The divorce case titled Scaife v. Scaife has wound its way through the courts under a blanket of secrecy as both sides struggle over a storied Pittsburgh fortune surpassing $1.4 billion and a temporary monthly alimony payment bigger than the life savings of most people.
Margaret Ritchie Battle Scaife, 60, and her husband, Mellon banking and oil heir Richard Mellon Scaife, 75, have been unable to agree on support payments, whether one of his newspapers is a hobby or a business investment, and even the date of their separation. She says they split in December 2005, after she caught him in an affair. He says they separated 10 months earlier.
Details of the dispute have remained out of the public eye for more than a year. Lawyers for Richard Scaife, a reclusive financier of the political right who underwrote much of the campaign against the Clinton administration in the 1990s, asked Allegheny County Judge Alan Hertzberg to seal the record of his divorce. The judge complied.
The marriage of Richard and “Ritchie” Scaife, as she preferred to call herself, was his second. The couple had been together since the early ’80s while Scaife was still married to his first wife, the former Frances Gilmore. In the course of the next 14 years, Ritchie Scaife would serve on the board of Scaife’s publishing company, sometimes exercising influence in its editorial judgments, and once sat alongside him during a rare interview he granted in the midst of the Clinton investigations. All the while, she was living in a house of her own two blocks from the mansion occupied by Scaife.
Copies of the Scaife case file obtained by the Pittsburgh Post-Gazette illuminate a dispute that could set a new record for a divorce settlement. The couple did not have a prenuptial agreement. The case file, though ostensibly sealed by the court, was readily available online from the Web site housing Allegheny County court records over a period of several days at the end of last month.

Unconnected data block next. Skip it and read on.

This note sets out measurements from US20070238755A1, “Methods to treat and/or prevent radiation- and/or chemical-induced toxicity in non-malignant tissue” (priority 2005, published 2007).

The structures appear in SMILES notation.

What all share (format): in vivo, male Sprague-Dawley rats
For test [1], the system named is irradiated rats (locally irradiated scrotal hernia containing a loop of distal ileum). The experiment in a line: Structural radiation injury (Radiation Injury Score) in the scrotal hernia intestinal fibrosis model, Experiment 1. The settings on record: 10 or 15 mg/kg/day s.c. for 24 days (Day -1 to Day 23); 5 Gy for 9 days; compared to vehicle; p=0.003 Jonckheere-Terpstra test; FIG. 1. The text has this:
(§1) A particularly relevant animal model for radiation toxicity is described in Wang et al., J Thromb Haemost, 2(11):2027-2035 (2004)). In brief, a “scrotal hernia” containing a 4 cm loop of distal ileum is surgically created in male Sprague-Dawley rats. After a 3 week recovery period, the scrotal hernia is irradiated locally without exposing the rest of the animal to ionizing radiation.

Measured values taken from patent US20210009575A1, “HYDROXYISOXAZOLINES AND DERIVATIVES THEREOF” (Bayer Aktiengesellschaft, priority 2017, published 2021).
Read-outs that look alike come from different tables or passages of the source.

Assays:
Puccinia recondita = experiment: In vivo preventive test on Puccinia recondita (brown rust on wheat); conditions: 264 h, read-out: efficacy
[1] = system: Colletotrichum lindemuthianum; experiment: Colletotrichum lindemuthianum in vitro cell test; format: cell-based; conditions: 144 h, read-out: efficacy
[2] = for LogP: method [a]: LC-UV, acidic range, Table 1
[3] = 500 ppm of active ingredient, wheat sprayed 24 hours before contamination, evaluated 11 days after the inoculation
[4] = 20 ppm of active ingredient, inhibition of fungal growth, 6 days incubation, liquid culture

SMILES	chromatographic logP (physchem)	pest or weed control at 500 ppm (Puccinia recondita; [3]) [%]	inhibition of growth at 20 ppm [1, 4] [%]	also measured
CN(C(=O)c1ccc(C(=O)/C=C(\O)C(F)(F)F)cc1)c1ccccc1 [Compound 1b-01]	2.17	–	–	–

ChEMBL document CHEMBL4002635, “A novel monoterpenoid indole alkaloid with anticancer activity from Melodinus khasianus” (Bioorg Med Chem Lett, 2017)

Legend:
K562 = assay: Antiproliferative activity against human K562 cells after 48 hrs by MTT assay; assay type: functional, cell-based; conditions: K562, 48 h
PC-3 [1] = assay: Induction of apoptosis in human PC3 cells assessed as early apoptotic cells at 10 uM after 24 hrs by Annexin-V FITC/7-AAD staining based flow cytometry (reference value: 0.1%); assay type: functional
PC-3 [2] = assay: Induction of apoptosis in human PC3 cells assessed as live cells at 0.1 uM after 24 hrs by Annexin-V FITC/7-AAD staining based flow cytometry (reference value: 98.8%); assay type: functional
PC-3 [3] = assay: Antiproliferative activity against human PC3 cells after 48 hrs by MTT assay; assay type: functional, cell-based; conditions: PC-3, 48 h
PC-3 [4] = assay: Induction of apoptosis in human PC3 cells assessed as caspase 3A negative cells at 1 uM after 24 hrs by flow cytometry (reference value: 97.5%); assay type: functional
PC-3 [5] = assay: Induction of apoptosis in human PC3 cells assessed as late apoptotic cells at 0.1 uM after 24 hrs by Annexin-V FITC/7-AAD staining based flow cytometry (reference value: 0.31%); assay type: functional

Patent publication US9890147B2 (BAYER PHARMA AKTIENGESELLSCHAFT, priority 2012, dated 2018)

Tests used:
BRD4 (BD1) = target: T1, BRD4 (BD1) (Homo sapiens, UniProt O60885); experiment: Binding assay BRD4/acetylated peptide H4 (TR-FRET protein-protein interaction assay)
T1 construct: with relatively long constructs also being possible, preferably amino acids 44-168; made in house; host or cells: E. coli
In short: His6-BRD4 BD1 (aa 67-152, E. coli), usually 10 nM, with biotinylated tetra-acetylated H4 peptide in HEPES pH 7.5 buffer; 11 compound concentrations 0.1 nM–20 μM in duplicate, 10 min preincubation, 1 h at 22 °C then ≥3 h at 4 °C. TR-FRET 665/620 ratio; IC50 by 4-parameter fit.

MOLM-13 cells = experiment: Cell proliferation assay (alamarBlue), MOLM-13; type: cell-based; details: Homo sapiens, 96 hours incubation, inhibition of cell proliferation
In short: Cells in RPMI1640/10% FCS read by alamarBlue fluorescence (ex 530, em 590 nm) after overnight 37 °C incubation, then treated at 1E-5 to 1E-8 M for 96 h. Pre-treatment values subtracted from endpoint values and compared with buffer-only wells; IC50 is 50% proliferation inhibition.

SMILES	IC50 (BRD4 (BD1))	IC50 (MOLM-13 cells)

A court hearing officer ordered Scaife to pay his estranged wife $725,000 a month in preliminary temporary support shortly after she filed for divorce early last year. The amount was derived from a standing formula in the law that places temporary support at 40 percent of a husband’s income.
It appears, based on an order filed Aug. 28 by Hertzberg, that hearing officer Patricia Miller has entered a recommendation for how much Ritchie Scaife should receive in the longer term, but no order implementing those recommendations appears in the court docket. Attorneys for both sides have requested permission to file briefs outlining their objections to the recommendation, and Hertzberg granted them permission to exceed the court’s usual 10-page limit. The briefs are due Thursday.
The monthly award could set a new Pennsylvania record for a temporary support order, according to Albert Momjian, a prominent divorce attorney in Philadelphia who has handled celebrity divorces and who said he held the previous record for a temporary alimony order at $275,000 per month. Generally, alimony is treated as taxable income for the spouse who receives it and tax-deductible for the spouse who pays it.
“I can’t conceive of any alimony amount that would be that large,” Momjian said of the Scaife case. “That’s gigantic. We thought that what we got here was terrific.”
The case could also affect the fortunes of Scaife’s publishing enterprise, notably the Pittsburgh Tribune-Review, which, records filed with the divorce papers show, he has subsidized with more than $140 million — Ritchie Scaife’s lawyers contend the figure is $244 million — from one of his trust funds over the past 15 years, and which has lost between $20 million and $30 million yearly since it was started in 1992.
“The most remarkable feature of the relevant and material issues of consequence in this case is the number of zeroes after Mr. Scaife’s disposable income,” wrote Ritchie Scaife’s lawyers, Gary Gentile and William Pietragallo II, in a pretrial statement filed Oct. 23. They put his monthly income on earnings from nine various trusts at $3.9 million.
“Incredibly, this fantasia of monthly distributions is taxed at an aggregate rate of slightly less than 15 percent,” they write.
Both Gentile and Scaife’s attorney, H. Yale Gutnick, declined all comment on the case, citing the order sealing the file.
(Dennis B. Roddy can be reached at droddy(at)post-gazette.com. Roddy worked for a Scaife newspaper more than 20 years ago.)